Don’t get me wrong, I love the baby part of the whole shower concept – the reason the shower exists is because there will be a new baby, and we need to bathe and clothe him. I love the baby that comes after the shower, I tried to sneak into the party and borrow a friend’s four month old little girl to just sit and watch a baseball game. Babies are the best company to enjoy a ballgame: no fighting over the remote, no rooting for the wrong team, no debates about why Pete Rose should be in the Hall of Fame (he shouldn’t), no rants about overpaid athletes and how you would pay for free (no, you wouldn’t). Babies simply sit and enjoy, smiling and cooing and drooling over missed bunt attempts and doubles to the gap alike. They fuss a little over the high strike, or it could be gas, but a few gentle bumps on the knee and all is well. I grabbed a beer ( from the fridge, not from the diaper-shaped ice sculpture with fruity drinks in baby bottles…and don’t ask me if they took off the nipples off the bottles to drink; it might be sexy to watch women suck from baby bottles if you’re peeking at the scrambled Spice channel, but with this crowd of post-partum “oh, the weight will come off eventually” women, expectant “my, that’s going to be a big baby” women, and not-a-chance-in-hell-of-ever-getting-pregnant-except-by-her-blind-lesbian-lover-paying-for-artificial-insemination “I know I’m 35 but it’s just baby fat” women, it’s an image I did not want to deal with the rest of my life) and thought I might settle into the recliner and tell this new little person bits of wisdom involving life, baseball, and Mookie Wilson.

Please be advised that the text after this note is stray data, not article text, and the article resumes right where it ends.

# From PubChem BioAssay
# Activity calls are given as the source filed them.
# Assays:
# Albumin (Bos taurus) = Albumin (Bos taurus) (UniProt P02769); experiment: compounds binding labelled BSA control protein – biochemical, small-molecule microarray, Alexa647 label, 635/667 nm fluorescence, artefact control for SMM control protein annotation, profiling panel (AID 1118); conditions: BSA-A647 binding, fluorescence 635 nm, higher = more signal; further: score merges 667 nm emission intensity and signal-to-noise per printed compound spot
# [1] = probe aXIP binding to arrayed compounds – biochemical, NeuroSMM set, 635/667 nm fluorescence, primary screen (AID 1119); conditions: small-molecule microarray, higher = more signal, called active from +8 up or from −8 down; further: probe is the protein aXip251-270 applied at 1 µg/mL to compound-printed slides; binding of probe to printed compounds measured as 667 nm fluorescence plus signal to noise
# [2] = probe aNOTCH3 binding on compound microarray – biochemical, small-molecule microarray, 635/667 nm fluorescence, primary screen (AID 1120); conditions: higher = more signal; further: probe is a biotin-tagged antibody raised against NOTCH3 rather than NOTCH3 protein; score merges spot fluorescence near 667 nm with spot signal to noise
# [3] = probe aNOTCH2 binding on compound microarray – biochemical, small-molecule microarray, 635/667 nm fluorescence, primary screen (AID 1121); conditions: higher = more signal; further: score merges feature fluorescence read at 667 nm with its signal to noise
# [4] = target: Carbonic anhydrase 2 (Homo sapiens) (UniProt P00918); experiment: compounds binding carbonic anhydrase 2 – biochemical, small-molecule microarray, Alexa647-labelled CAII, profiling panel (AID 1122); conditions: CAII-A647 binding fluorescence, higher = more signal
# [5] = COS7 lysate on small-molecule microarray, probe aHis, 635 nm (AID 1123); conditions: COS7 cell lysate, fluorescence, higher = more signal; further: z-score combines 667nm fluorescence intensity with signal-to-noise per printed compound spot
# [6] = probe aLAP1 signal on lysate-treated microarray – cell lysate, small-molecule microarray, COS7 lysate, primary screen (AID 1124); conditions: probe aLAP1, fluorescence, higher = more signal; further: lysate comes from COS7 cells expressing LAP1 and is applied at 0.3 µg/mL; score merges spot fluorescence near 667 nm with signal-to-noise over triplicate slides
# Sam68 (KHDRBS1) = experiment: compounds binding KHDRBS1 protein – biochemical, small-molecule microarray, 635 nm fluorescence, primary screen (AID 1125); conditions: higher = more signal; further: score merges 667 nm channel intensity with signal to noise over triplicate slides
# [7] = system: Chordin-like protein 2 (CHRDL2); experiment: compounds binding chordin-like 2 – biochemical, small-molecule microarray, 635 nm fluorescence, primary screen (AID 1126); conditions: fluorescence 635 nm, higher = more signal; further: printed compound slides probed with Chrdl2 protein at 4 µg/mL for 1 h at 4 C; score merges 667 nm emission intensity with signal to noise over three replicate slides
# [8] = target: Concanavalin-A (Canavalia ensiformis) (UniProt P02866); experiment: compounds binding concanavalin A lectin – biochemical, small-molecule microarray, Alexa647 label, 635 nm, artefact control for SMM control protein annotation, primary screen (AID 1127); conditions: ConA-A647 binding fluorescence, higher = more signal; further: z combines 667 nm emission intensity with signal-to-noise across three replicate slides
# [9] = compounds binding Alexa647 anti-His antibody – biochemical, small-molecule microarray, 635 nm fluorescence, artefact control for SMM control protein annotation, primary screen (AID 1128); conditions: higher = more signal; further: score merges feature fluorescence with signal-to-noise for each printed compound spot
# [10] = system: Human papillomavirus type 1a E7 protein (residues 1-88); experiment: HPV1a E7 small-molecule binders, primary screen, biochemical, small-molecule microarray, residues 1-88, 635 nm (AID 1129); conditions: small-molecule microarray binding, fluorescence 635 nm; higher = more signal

Unfortunately we were discovered and forced at fork-point to join the festivities, and against our will shown 85 miniature outfits in various shades of light blue. Many adorable animals and fantasy creatures decorated these outfits, then proceeded to parade across blankets and booties and lampshades, mobiles and bathtubs, fuzzy hats and diaper bags. It took me a few minutes of icy stares before I realized I was supposed to make the appropriate cooing and awww-ing at the sight of each unbelievably adorable huggable gift, without the slightest trace of sarcasm – and they think giving birth is painful and difficult! After the gift review, we moved on to the Humiliate the Father of the Baby segment of the day’s entertainment, beginning with a demonstration of just how little I remember regarding the birth of previous children -- exact minute of the day when his head popped out? circumference of his head and amount of hair on it at the moment of birth? color of the outfit he and his mother wore home from the hospital? what I had ordered at TGIFriday’s the night his umbilical cord fell off and his mother had the waiter wrap it in a to-go box? If I had known there would be a quiz (interrogation) I might have written down all these very important details and studied them daily in preparation; had I known the shame I would bring upon my gender by not recollecting every detail, as I was assured every husband/father not present (lucky bastards) had etched in his heart, I would have video-taped the proceedings and studied daily. As I recall, one of the few memories of the blessed event that has managed to stay lodged in my numb skull was the futility of my numerous hours of intense practice with a video camera as I prepared to record with Speilbergian artistry the birth of our child; all the zooming and panning and extreme close-up practice, miles of tape shot at the beach and the pool was all for naught when my wife demanded I turn off the camera and kicked my buddy, helping with lighting, angles, and providing color commentary, out of the delivery room. We could have watched our son’s grand entrance, his first breath, his circumcision, in Hi-Definition digital video accompanied by play-by-play narration and a cutting-edge soundtrack; we could have shared the natural beauty of mother and child with our family, friends, co-workers, softball team… but, no.